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A Polling Firm Asked People to Describe Trump's Child Separation Policy In One Word, and the Results Speak Volumes

A Polling Firm Asked People to Describe Trump's Child Separation Policy In One Word, and the Results Speak Volumes
Watched by Homeland Security Secretary Kirstjen Nielsen (L) and Vice President Mike Pence, US President Donald Trump shows an executive order on immigration which he just signed in the Oval Office of the White House on June 20, 2018 in Washington, DC. - US President Donald Trump on Wednesday signed an executive order aimed at putting an end to the controversial separation of migrant families at the border, reversing a harsh practice that had earned international scorn."It's about keeping families together," Trump said at the signing ceremony. "I did not like the sight of families being separated," he added. (Photo by Mandel Ngan / AFP / Getty Images)

Accurate.

A new Quinnipiac poll is out. The subject: President Donald Trump's immigration policy, specifically the highly contentious "zero tolerance" family separations policy which faced criticism so heated, the president was forced to sign an executive order––a flawed one, but an executive order nonetheless––which "ends" the policy.

Yet it continues, with reports of migrant children as young as three years old brought before judges with little to no legal recourse. Many political leaders and commentators have openly condemned the policy and now, the Quinnipiac poll has taken questions about the policy to the American public.


Quinnipiac asked respondents to describe in one word how they "feel about children being separated from their parents at the border." It's worth noting that numbers below are not percentages. "Figures show the number of times each response was given. This table reports only words that were mentioned at least five times," Quinnipiac says.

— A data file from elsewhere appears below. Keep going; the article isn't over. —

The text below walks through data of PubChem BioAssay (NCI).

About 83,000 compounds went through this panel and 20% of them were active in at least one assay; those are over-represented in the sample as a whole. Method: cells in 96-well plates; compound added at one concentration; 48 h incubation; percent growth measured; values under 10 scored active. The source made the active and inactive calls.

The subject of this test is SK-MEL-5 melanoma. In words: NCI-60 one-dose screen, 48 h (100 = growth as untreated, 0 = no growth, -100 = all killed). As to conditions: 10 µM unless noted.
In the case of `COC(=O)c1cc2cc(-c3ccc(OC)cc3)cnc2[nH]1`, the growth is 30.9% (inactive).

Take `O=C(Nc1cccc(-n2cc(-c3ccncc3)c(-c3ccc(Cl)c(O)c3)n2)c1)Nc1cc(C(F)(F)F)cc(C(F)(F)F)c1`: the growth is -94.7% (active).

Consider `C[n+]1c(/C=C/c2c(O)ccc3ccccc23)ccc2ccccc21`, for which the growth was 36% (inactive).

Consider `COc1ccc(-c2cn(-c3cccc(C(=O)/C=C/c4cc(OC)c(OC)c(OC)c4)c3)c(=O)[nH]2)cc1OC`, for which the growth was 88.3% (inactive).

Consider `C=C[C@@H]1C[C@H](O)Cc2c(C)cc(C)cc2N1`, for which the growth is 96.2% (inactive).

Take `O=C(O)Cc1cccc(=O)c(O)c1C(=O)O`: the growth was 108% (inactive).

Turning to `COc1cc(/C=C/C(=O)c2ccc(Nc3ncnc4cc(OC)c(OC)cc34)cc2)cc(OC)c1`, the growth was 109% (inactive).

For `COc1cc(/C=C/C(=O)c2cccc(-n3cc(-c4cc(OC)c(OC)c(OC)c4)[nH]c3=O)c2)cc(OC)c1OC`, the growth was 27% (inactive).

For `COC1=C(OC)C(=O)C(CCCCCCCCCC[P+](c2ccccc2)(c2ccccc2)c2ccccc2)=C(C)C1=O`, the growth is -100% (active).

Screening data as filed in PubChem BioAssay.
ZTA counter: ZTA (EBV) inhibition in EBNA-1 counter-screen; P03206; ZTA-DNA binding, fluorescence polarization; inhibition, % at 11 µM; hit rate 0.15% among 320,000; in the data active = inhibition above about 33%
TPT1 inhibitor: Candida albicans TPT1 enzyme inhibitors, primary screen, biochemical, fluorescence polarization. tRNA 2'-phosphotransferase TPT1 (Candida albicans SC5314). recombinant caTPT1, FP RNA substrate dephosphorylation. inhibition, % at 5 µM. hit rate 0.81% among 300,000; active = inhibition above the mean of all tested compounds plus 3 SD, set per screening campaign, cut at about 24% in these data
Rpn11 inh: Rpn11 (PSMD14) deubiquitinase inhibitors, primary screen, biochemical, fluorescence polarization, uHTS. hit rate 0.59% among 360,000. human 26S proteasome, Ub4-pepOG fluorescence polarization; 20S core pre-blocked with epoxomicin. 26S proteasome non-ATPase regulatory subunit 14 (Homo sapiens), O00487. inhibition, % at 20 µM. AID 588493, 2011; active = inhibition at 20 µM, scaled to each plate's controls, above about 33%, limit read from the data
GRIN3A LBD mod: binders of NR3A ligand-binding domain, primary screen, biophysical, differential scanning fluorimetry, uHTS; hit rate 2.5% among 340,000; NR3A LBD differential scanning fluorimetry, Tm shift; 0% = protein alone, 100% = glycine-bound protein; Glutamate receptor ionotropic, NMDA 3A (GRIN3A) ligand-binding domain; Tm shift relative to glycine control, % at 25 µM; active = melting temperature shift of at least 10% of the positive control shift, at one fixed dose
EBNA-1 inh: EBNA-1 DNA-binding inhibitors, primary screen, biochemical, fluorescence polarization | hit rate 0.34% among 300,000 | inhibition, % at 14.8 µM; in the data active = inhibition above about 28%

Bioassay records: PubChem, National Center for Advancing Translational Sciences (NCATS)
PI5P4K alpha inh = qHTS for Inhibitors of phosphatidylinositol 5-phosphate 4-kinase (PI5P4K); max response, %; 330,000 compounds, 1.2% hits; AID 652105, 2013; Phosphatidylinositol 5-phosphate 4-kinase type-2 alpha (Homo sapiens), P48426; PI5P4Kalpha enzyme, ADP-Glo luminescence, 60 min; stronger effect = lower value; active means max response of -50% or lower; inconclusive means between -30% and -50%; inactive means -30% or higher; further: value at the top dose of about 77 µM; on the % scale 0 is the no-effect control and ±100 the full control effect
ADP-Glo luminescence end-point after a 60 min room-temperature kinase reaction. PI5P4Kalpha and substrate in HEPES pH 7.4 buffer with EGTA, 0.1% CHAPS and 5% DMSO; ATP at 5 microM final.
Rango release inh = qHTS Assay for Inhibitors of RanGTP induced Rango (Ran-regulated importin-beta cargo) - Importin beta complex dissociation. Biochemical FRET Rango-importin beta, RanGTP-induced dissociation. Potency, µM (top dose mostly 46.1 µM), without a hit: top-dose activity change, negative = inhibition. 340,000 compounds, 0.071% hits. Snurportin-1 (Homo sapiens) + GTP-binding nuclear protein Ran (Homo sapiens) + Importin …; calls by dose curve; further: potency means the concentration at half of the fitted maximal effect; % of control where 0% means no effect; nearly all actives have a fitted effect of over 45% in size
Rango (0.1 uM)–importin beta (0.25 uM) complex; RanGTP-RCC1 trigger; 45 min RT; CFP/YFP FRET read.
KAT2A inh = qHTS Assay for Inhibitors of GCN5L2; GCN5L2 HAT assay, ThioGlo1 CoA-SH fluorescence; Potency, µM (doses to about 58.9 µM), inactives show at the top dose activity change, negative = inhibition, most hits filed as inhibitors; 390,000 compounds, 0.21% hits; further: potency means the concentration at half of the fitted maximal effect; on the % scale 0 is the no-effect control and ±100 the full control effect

Words that top the list include sadterriblebadwrongdisgustedhorrible and unfortunate.

The responses fine and necessary were given nine and 11 times respectively. Agree appears five times. Approve appears 10 times.

Quinnipiac poll, family separation policy

Responses to the poll have been somewhat mixed, as evidenced by Quinnipiac's Twitter feed.

Other questions from Quinnipiac's survey reveal a shift in attitudes toward migrants.

For example, Quinnipiac asked respondents if they believed undocumented immigrants were more likely to commit crime than American citizens.

25 percent responded "yes"; 69 percent responded "no." That's a noticeable difference from a similar poll Quinnipiac conducted April 11, in which 22 percent said "yes" and 71 percent said "no."

Quinnipiac, quinnipiac poll, family separations policyA question about the motives behind President Trump's immigration policy yielded some rather divided results. For example, Republicans by a wide margin responded that the president has a "sincere interest in controlling our borders." Only 15 percent of Democrat respondents said the same. By contrast, 80 percent of Democrat respondents believe the president's immigration policy is racially motivated.

Quinnipiac, Quinnipiac poll, family separations policy

The president, for his part, has continued to rail against Democrats, accusing them of stymying his immigration proposals.

Earlier today, for instance, the president tweeted that the Democrats' unwillingness to toughen up their stances on the border and on crime would doom them in November's midterm elections.

Democrats are "more interested" in "ripping apart and demeaning" law enforcement, the president said.

The president also reiterated his belief that the country is besieged by an "infestation" of MS-13 gang members (a claim that has, time and again, been easily disproven).

The president continued to level attacks against Democrats amid calls to abolish Immigrations and Customs Enforcement (ICE), whose agents have carried out the president's orders, exacerbating a humanitarian crisis along the U.S.-Mexico border.

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